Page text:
Success can be both a blessing and a curse. While a well-received build can put a custom shop on the map, it can just as easily lock them into a certain style. Not ideal in an industry where progression is key.
This is the position that Jose and Tito of Maccomotors found themselves in not too long ago. A previous Bonneville they’d built—dubbed Dusty Pearl—had garnered such interest that they were receiving numerous requests for a remake. One such brief came from a client in London, but the Spanish duo “believe that every bike must be unique and exclusive.” So they convinced their client to let them build something in a similar vein, but different.
“The idea was to create a comfortable, stylish Triumph,” says Jose, “but rude at the same time.” Starting with a 2009 Triumph Bonneville T100, Macco aimed to mix performance and style while still maintaining “the essence of the bike.”
In the Málaga workshop, the Bonneville T100’s tank was redone in a matte black and raw metal scheme—designed to emphasize its muscularity. Macco shortened and looped the subframe, adding a custom-made, two-up brown synthetic leather seat. A Thruxton rear fender was bobbed and fitted, and a fiberglass front fender manufactured in-house.
Macco modified the stock side covers with mesh-lined cutouts, but left the original chromed engine covers untouched—as they liked the look and considered them a distinguishing feature of the Bonneville T100. Up front, 1” Biltwell Tracker bars were fitted, along with Biltwell Thruster grips, racing-style levers and a mini-speedo. The headlight is a Bates unit, with a grill borrowed from a Triumph TR6 (of the four-wheeled variety).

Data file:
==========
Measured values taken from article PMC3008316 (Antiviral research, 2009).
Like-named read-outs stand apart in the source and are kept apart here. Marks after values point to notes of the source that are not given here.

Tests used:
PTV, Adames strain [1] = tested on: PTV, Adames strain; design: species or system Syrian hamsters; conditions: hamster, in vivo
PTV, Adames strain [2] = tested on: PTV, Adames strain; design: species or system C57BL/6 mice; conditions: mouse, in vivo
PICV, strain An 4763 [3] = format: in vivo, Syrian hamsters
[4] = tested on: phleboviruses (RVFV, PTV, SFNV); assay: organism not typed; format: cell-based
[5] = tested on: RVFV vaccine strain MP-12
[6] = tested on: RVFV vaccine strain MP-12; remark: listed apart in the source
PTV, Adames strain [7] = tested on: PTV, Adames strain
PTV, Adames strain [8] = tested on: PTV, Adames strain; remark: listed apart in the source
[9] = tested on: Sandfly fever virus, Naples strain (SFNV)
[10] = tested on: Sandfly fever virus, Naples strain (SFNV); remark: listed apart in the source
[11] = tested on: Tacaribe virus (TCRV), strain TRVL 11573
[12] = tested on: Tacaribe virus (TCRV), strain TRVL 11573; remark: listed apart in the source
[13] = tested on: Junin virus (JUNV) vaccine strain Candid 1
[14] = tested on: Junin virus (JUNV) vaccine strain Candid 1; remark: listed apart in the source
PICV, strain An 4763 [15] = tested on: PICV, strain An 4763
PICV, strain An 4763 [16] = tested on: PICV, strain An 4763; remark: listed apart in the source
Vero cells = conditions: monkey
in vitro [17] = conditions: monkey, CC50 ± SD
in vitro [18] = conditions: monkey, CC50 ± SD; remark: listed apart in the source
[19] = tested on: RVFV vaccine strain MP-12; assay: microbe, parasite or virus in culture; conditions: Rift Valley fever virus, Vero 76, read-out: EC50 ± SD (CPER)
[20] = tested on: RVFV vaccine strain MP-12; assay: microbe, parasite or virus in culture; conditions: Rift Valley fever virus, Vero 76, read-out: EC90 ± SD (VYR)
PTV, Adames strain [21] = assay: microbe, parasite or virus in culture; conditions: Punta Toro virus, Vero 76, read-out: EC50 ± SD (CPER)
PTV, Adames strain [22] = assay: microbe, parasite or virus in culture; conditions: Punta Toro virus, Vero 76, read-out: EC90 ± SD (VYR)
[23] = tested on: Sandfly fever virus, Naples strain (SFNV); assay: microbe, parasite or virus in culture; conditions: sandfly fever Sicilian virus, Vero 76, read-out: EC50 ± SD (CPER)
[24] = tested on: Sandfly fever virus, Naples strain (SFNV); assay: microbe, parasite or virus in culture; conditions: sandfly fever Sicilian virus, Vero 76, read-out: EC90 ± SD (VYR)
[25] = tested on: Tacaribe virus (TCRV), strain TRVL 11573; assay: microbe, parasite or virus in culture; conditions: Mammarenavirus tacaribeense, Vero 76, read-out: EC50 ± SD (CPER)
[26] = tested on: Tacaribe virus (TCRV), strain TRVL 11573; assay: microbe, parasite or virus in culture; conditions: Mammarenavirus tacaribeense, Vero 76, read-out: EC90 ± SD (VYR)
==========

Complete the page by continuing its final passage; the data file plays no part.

Hagon Nitro shocks (rear) and progressive springs (front) make for a smoother ride, and the wheels are now wrapped in Metzeler Tourance tires—designed for light dual-sport use with a clear bias towards tarmac. K&N filters and blacked-out British Customs Predator exhausts help the T100 breathe a little easier. Other bits include a LSL sprocket cover, mini turn signals and taillight, and alloy foot pegs.
While it might share Dusty Pearl’s genes, The Lizard King (as Macco have named it) is unique enough to keep both its owner and its creators happy.
All that remains to be seen now is: how many customers will ask Jose and Tito to build another one?